S v Joseph (CA 06/2012 ) [2012] NAHC 271 (24 September 2012);

Group

Full judgment

REPORTABLE



REPUBLIC OF NAMIBIA

HIGH COURT OF NAMIBIA MAIN DIVISION, WINDHOEK



JUDGMENT

Case no: CA 06/2012

In the matter between:



SAKARIA JOSEPH .....................................................................................APPELLANT



and



THE STATE ..............................................................................................RESPONDENT





Neutral citation: Joseph v State (CA 06/2012) [2012] NAHCMD 40 (24 September 2012)



Coram: MILLER AJ and PARKER AJ

Heard: 24 September 2012

Delivered: 24 September 2012



Flynote: Criminal procedure – Appeal – Sentence – Minimum sentence – Stock Theft Amendment Act 19 of 2004 – Minimum declared unconstitutional in earlier decision – This court bound by that decision.



Summary: Criminal sentence – Stock Theft Amendment Act 19 of 2004 – Court finding that sentence imposed was primarily influenced by the impugned minimum sentence provisions in terms of Stock Theft Amendment Act 19 of 2004 – This court bound by decision of the court declaring minimum sentence under that Act unconstitutional – In casu court at large to impose appropriate sentence, considering the factors to be taken into account in sentencing – Having done so, court concluding that the sentence imposed by trial court induces a sense of shock in the mind of the court – Consequently court upholding the appeal.



ORDER

The appeal against sentence is accordingly upheld. The conviction of appellant is confirmed. The sentence imposed by the Regional Court is set aside and substituted with the following: The appellant is sentenced to 10 years’ imprisonment which is backdated to 29 July 2010.





JUDGMENT

PARKER AJ (MILLER AJ concurring):



[1] The appellant, accused number 2 in the trial court was charged with two other accused persons before the Otavi District Magistrates Court with the offence of theft in terms of s 11 (1)(a) of the Stock Theft Act 12 of 1990 as amended.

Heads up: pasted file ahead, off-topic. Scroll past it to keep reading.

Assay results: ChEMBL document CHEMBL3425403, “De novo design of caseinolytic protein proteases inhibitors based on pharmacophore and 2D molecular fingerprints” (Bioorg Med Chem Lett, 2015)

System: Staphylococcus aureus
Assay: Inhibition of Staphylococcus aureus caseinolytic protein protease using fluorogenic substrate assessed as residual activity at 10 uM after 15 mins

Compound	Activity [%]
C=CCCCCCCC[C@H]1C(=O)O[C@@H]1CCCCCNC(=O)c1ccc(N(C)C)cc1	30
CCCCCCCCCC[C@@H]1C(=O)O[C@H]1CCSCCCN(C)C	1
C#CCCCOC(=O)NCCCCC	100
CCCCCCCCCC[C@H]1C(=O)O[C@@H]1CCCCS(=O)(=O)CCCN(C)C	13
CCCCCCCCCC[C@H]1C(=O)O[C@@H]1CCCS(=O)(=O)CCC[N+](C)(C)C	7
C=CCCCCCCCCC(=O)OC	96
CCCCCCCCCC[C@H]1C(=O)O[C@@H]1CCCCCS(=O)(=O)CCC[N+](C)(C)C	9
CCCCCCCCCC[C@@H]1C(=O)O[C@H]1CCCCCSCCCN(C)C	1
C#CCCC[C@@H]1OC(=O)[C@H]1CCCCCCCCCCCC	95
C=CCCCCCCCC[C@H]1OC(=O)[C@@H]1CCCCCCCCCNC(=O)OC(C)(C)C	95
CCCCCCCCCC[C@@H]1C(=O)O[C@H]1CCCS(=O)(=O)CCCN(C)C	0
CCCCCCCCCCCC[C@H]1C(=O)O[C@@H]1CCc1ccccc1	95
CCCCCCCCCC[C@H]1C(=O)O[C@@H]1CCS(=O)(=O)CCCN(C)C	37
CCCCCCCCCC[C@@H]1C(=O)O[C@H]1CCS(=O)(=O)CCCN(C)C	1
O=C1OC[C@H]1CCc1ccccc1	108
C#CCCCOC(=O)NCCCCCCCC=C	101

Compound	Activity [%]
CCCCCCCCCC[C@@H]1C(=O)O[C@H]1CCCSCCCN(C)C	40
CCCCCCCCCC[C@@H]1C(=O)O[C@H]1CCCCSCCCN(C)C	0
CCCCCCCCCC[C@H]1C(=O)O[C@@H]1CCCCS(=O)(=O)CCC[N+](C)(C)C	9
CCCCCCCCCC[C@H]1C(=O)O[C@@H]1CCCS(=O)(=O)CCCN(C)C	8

[2] The appellant and accused number 2 were found guilty and accused number 3 not guilty of the theft of four head of cattle, that is, one bull and three cows valued at (N$22 000,00). The trial district Magistrate Court accordingly referred the matter of sentencing to the Regional Court in Otjiwarongo in terms of s 116 of the Criminal Procedure Act 51 of 1977.



[3] On 29 July 2010 the Regional Court found that the conviction was in accordance with justice and sentenced the appellant and the other accused to 20 years’ imprisonment each, with five years suspended on conditions, after finding that there were no compelling and substantial circumstances for the court to impose a lesser sentence than that prescribed by the Stock Theft Amendment Act 19 of 2004.



[5] The appellant now appeals against both conviction and sentence. In the course of her submission the appellant’s counsel Ms Hamutenya abandoned the appeal against conviction. And the counsel for the state, Mr. Moyo, opposed the late filling of the appellant counsel’s heads of argument, but in the course of his oral submissions he abandoned his challenge. We now pass to consider the appeal on sentence.